The principles of local tax budgeting in the UK

uk local taxesThe local government financing is an important part of the national financial system, even though these bodies largely act as her separate units. In 1988, for example, local authorities have spent £45bn., which accounted for 25% of the gross domestic product of the country. Since the early 50’s of the 20 century the financial resources of local authorities grow mainly due to government subsidies and an increase in debt to various government agencies and corporations.

A significant part of the revenues of local budgets is generated by local taxes. In the United Kingdom there are no special taxes for various territorial communities: the county and the new unitary formation collect the same amounts of taxes. Over the past two decades, local taxes have undergone a number of reformations, which served as the basis for serious political problems in the country. Thus, a traditional housing tax (domestic rate) was replaced in 1989-1990 by the local tax (community charge), immediately nicknamed as poll tax, since the same amount was due to be paid by each adult living in the territory of the local community. The introduction of the poll tax was a kind of a national scandal: protests by local councils, residents, opposition campaign in the media led to the fact that in 1993 the tax was replaced by a new local tax (council tax). Like the two previous ones, the new tax actually represents the tax for accommodation, it is paid by every adult citizen of the local community. The tax base is the value of the property used as a dwelling; and all property is divided into eight categories, depending on which is determined by the size of the tax and a specific dwelling. At the same time, a significant role is played by the number of people living in the premises: so if the housing serves as a home for just one person, a 25% reduction from the total amount is granted.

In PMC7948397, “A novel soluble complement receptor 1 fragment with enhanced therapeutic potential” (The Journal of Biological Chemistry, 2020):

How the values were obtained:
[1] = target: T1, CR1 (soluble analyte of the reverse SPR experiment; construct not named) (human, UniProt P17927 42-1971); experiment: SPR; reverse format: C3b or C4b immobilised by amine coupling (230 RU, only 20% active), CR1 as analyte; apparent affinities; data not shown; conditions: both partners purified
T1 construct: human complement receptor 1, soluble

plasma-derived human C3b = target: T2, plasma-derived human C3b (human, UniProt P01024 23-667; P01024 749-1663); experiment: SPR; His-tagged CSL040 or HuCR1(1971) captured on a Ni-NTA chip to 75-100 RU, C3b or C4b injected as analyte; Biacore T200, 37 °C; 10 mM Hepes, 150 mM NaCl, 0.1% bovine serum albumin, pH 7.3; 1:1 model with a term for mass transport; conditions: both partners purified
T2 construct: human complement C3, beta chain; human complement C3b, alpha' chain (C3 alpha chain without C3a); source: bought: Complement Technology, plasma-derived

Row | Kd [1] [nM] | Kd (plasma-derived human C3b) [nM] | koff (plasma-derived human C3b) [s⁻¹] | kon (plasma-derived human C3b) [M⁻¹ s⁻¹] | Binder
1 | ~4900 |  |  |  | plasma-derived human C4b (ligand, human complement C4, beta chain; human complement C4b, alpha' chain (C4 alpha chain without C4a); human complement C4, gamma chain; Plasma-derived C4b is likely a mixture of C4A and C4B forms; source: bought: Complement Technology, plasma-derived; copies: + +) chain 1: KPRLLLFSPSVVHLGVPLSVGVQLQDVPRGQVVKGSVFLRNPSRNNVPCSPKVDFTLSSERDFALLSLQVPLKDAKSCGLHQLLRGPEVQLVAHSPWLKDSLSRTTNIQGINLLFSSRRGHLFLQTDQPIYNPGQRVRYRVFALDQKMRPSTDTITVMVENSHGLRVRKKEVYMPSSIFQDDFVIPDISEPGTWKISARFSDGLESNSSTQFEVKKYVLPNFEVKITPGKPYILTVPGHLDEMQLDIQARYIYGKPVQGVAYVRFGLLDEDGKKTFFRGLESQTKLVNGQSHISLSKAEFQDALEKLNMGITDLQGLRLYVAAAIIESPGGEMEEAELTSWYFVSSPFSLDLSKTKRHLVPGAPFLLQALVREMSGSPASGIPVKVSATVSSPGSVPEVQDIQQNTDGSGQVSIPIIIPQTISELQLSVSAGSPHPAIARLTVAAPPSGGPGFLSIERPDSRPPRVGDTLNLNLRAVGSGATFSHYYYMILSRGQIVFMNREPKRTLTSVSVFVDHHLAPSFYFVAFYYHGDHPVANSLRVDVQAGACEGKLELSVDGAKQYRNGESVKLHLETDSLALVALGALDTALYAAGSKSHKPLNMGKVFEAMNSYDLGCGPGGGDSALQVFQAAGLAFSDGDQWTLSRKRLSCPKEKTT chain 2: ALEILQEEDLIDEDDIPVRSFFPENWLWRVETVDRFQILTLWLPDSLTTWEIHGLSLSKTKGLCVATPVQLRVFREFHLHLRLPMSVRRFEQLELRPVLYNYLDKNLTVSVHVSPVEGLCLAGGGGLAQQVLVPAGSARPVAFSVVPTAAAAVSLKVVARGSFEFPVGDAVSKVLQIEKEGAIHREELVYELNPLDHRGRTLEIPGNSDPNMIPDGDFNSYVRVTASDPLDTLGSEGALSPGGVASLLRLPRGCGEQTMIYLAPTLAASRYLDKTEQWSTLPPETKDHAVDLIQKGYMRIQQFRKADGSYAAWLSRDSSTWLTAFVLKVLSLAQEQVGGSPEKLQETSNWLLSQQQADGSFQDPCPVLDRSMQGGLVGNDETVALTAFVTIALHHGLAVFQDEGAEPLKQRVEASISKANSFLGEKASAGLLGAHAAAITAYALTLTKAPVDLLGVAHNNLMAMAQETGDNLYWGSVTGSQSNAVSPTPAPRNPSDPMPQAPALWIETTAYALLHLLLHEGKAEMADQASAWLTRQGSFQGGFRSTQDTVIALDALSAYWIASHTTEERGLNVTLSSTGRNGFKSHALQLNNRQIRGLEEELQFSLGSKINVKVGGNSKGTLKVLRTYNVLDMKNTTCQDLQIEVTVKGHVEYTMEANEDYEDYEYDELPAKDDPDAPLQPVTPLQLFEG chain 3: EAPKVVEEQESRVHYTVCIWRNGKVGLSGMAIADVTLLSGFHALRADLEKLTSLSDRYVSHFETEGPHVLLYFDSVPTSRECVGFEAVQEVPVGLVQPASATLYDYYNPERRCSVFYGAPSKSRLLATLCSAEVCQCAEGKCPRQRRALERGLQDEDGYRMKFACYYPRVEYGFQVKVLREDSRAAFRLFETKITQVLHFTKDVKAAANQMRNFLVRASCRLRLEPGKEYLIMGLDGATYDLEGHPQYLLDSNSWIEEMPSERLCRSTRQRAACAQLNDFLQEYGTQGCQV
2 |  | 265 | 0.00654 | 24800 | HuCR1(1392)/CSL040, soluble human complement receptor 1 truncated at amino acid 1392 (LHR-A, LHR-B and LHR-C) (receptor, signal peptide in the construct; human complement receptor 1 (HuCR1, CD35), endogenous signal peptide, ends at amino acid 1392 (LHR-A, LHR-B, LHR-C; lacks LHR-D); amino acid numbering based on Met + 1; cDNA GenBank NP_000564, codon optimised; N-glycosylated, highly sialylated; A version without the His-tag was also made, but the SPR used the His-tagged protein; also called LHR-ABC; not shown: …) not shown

The state of affairs around real estate

The tax on non-residential premises (non-domestic rate) up to 1989-1990 was self-assembled and installed by local councils. In accordance with the bill of local finances, the input and the poll tax, the distribution tax on non-residential premises became centralised: it is collected within a special fund that is allocated by the Government between local communities, depending on the needs and the fiscal framework of the latter. Thus, the local tax is used for leveling income communities, occupying a middle position between the tax and the government subsidy. In addition, local councils may collect fees for the consumption and payment for services rendered, as well as take out loans,  the local council applying for a loan shall enter into force only after approval by the Minister for local government. What is important, there’s no tax on acquiring property, although there are certain obligations for the buyer, for example to service the deal with the help of conveyance solicitors on an obligatory basis, the buyers are not required to make large payments.